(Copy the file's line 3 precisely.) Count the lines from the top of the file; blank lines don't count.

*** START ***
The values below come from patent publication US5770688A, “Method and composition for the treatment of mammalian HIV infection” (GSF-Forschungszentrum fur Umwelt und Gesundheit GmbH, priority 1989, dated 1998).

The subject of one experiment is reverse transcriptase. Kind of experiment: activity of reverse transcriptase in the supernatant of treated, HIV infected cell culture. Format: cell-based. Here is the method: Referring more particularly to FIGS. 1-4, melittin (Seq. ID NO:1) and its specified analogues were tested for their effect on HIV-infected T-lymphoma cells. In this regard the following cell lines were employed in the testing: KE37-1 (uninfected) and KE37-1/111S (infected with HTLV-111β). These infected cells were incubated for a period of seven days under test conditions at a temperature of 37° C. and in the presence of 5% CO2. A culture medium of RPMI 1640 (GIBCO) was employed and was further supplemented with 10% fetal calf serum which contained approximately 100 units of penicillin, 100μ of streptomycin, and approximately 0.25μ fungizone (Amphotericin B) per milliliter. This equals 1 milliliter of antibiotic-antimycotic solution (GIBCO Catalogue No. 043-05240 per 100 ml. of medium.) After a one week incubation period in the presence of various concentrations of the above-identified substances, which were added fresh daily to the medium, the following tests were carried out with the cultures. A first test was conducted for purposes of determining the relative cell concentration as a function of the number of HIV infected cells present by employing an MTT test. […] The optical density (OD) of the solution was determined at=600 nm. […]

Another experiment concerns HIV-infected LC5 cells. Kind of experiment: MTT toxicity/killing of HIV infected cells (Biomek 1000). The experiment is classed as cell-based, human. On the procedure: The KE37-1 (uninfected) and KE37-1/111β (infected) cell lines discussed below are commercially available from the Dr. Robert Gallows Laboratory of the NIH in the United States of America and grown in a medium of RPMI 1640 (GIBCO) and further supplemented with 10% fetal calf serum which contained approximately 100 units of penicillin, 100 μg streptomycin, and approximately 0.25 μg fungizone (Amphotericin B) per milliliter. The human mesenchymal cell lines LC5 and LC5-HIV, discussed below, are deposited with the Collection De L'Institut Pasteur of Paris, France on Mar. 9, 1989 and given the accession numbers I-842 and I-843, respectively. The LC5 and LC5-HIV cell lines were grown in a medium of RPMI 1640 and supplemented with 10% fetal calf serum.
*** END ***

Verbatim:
Another experiment concerns HIV-infected LC5 cells. Kind of experiment: MTT toxicity/killing of HIV infected cells (Biomek 1000). The experiment is classed as cell-based, human. On the procedure: The KE37-1 (uninfected) and KE37-1/111β (infected) cell lines discussed below are commercially available from the Dr. Robert Gallows Laboratory of the NIH in the United States of America and grown in a medium of RPMI 1640 (GIBCO) and further supplemented with 10% fetal calf serum which contained approximately 100 units of penicillin, 100 μg streptomycin, and approximately 0.25 μg fungizone (Amphotericin B) per milliliter. The human mesenchymal cell lines LC5 and LC5-HIV, discussed below, are deposited with the Collection De L'Institut Pasteur of Paris, France on Mar. 9, 1989 and given the accession numbers I-842 and I-843, respectively. The LC5 and LC5-HIV cell lines were grown in a medium of RPMI 1640 and supplemented with 10% fetal calf serum.